Do you know that there is a coin called Toonie? It is Canada 2 dollars bi-metallic circulation coin which bears an image of a polar bear. The name do not came from that polar bear instead come from Canada one dollar coin "loonie". The Loonie name come from The Great Northern Diver (a bird), known in North America as the Common Loon (Gavia immer), is a large member of the loon, or diver, family of birds. The Toonie name come as it is a two dollar coin. "Toonie" is a word combination from the number "two" and the loonie, Canada's one-dollar coin.
Toonie; Canada 2 dollar coin
The obverse has a portrait of Queen Elizabeth II. It is the only coin in Canada to have the "ELIZABETH II / D.G. REGINA" in a different typeface; it is also the only coin to consistently bear its issue date on the obverse.
The Canada 2 dollar coin, commonly called Toonie, was introduced on 19 February 1996 by Public Works minister Diane Marleau. The Toonie is a bi-metallic coin and Canada adopted the patented technology to make these coins from Italy. The engineer, and head of the Italian Mint, Dr. Nicola Ielpo, patented the technology of interlocking two metals in coins in 1990.
The Toonie, is occasionally spelled "twonie" or "twoonie", but Canadian newspapers and the Royal Canadian Mint use the "toonie" spelling. When the coin was introduced a number of nicknames were suggested. Some of the early ones included the bearie (analogous to the Loonie and its loon), the bearly, the deuce and the doubloonie (a play on "double Loonie" and the former Spanish doubloon coin).
The name Toonie became so widely accepted that in 2006 the Royal Canadian Mint secured the rights to it. A competition to name the bear resulted in the name "Churchill", a reference both to the common polar bear sightings in Churchill, Manitoba and Winston Churchill.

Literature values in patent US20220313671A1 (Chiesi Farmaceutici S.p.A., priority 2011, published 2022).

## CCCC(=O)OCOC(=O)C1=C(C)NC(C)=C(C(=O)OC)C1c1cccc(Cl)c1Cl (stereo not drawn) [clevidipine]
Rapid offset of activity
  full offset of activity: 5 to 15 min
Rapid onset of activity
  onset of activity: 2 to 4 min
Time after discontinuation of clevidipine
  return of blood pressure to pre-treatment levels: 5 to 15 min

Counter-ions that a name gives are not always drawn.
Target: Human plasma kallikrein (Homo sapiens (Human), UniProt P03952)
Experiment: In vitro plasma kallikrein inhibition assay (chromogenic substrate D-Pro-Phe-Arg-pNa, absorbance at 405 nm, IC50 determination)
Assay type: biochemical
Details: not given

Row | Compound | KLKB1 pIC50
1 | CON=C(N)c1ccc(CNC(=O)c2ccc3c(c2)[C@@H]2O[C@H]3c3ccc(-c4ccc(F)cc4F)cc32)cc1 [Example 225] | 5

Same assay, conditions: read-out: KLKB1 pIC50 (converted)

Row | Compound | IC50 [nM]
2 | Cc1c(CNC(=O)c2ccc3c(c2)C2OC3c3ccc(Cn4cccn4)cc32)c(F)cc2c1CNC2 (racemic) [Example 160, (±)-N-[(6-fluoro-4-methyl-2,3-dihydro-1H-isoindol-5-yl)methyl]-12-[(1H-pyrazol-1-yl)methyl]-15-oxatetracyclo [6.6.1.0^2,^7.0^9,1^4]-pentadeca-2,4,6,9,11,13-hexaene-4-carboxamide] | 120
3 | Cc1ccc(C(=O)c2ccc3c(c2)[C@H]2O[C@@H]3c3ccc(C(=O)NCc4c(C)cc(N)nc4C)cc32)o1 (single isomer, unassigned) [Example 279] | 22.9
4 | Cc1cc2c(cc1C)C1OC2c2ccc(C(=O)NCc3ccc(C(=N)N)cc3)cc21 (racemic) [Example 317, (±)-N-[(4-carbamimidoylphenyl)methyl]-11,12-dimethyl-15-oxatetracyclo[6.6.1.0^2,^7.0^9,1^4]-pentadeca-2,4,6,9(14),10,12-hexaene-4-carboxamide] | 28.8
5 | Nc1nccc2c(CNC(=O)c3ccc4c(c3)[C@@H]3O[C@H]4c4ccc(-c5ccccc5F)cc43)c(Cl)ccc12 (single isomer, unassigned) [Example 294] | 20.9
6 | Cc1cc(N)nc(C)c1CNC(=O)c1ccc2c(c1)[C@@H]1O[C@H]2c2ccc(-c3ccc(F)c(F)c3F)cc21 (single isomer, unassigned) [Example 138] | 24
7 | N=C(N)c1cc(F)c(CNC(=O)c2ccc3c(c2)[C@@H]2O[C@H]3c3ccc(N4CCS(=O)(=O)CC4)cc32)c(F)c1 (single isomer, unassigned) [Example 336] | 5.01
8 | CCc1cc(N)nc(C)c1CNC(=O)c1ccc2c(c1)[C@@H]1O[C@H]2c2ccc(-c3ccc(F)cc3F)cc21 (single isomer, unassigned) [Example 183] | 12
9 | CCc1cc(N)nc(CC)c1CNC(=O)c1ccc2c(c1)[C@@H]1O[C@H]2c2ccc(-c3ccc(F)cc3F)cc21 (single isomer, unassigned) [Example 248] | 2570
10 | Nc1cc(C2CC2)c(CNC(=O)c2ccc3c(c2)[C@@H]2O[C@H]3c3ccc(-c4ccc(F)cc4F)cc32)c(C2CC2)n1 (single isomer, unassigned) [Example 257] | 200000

The New $2 Toonie Coin
On 10 April 2012, the Royal Canadian Mint announced new design changes to the loonie and toonie, which include new security features. The composition of the inner core switched to aluminium bronze coated with multi-ply plated brass, and the outer ring switched to steel coated with multi-ply plated nickel. The weight dropped from 7.30 to 6.92 grams, and the thickness changed from 1.8 to 1.75 millimetres.
Like the new one-dollar circulation coins, Canada's new two-dollar circulation coins are manufactured using the Mint's Multi-Ply Plated Steel technology.
While the new two-dollar coin maintains the traditional "Polar Bear" design, there are three visible changes:
- The addition of two laser marks of maple leaves, each within a circle, at the bottom of the coin's reverse – i.e. on the side with the Polar Bear design.
- A virtual image of two maple leaves will appear at the top of the coin – a different image is produced as the coin is turned from side to side. The virtual image is produced by engraving different patterns on each side of two-sided grooves on the face of the coin.
- Edge-lettering of the words "CANADA" and "2 DOLLARS" are engraved along the coin's outer edge.